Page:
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Centre sure of DMK support

On board the Prime Minister’s aircraft, Nov. 20: The Centre today claimed it was “confident” of bringing key UPA ally, the DMK, on board on the decision to allow FDI in multi-brand retail before Parliament sits for its winter session from November 22.

Prime Minister Manmohan Singh or a senior cabinet colleague will speak to DMK president M. Karunanidhi in the next couple of days to address his and his party colleagues’ “concerns and reservations” on the matter.

“The DMK is a valuable ally. We are sure the senior Congress leadership, including the PM, will speak to him. We will convince him that the decision is India-specific and that the interests of the farmers and small traders are fully protected...” commerce minister Anand Sharma told journalists travelling with Singh on his return from Cambodia after a three-day Asean meet and the East Asia summit at Phnom Penh.

“The economies of scale will ensure that foreign and domestic players have a level-playing field. Organised and unorganised retail will ensure from now on, you will have rupees, dollars and euros invested in the trade. Is the colour of the money going to affect the stakeholders?”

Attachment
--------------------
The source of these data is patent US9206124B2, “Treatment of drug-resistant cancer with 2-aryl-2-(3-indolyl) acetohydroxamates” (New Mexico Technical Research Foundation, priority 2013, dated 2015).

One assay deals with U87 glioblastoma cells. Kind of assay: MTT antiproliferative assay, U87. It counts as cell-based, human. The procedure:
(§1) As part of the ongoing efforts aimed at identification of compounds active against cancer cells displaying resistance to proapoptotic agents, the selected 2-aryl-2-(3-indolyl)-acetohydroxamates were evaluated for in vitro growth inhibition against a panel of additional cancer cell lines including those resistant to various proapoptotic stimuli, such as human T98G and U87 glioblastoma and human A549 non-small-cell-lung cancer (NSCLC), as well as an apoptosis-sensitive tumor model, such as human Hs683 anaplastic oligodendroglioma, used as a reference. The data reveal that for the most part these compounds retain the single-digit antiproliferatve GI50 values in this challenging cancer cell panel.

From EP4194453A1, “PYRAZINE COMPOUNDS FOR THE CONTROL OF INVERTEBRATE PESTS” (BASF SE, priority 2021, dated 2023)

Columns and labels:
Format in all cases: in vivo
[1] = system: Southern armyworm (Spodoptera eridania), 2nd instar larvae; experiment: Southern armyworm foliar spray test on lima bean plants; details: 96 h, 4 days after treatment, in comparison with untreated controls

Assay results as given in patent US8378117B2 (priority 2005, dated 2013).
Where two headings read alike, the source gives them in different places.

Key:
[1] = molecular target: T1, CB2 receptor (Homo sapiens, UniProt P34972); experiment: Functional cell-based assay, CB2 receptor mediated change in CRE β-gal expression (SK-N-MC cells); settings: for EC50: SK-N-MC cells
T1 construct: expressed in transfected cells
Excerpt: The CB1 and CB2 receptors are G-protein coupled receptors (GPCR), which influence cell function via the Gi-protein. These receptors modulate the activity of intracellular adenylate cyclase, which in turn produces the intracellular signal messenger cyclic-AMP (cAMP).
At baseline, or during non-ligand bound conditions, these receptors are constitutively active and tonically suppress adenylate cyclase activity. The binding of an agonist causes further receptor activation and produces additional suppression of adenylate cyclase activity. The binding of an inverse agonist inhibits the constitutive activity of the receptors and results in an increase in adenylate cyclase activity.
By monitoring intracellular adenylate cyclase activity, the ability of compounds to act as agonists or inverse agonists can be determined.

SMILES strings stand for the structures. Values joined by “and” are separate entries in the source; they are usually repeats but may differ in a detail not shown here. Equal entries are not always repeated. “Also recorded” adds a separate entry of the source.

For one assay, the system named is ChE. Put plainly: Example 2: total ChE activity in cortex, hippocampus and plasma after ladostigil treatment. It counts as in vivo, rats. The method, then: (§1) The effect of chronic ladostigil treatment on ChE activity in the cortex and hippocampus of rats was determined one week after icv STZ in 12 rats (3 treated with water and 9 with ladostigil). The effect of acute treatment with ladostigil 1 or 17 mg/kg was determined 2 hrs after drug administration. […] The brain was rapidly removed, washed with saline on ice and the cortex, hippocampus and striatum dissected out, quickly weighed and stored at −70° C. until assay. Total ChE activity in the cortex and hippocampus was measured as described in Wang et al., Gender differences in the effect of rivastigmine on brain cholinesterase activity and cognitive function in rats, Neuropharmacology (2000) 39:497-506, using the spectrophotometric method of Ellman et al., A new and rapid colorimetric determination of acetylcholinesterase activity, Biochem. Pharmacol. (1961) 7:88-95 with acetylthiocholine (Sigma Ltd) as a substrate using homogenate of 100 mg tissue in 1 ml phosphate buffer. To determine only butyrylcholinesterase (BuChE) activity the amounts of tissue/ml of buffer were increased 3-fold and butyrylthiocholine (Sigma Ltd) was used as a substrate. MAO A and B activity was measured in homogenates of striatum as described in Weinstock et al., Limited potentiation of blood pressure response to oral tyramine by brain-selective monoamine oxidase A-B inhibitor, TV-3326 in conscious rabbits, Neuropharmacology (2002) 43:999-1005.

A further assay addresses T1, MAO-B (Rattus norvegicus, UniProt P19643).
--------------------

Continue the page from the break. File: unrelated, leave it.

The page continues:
Over the past week, Karunanidhi has twice stressed the DMK is against retail FDI. It is learnt that DMK leaders urged the Centre to avoid a vote on the subject in Parliament.

“This will force us to take sides and perhaps play our hand openly. That might cause problems for the government,” a DMK source had earlier said.

Sharma rejected the suggestion that the winter session might spawn instability and political realignments.

“We remain confident that the UPA will hold strong. There could be perceptions on different approaches to a particular matter. But there is no doubt that all our allies are clear that they should not be misconstrued as creating a situation the Opposition thinks is pregnant with instability. The Opposition's job is to oppose,” the minister emphasised.

Sharma maintained that the DMK, which supported both the UPA regimes, would continue doing it for two reasons: retail FDI was “an issue of national interest” and it was bound to “keep at bay parties pursuing a partisan agenda”.

Sharma — who has virtually built up and packaged retail FDI as UPA II’s version of the Indo-US nuclear deal —maintained he was unfazed by the Opposition demand that the amendments related to retail FDI in the FEMA Act be voted upon.

With the foreign investment promotion board green-flagging the entry of Scandinavian furniture retail major, Ikea, Sharma said it “bode well for FDI in general in India”.

He clarified that the changes envisaged for the FEMA Act were “notifications for guidelines” and were, therefore, not required to be voted upon.

The Prime Minister did not address a single customary news conference on the flight from Delhi to Phnom Penh or back. Sources cited “illness”, arising from a “throat infection” as the reason.

Singh, however, finally managed a “pull-aside” 10 minutes over coffee with President Barack Obama this morning at the Retreat.

Sources said as soon as Singh was done with congratulating Obama, the US President told him that India was a “big part” of America’s plans.

Obama arrived in the Cambodian capital last night, the first sitting US President to have visited the country that still lies painfully on the cusp of a transition from authoritarianism to democracy.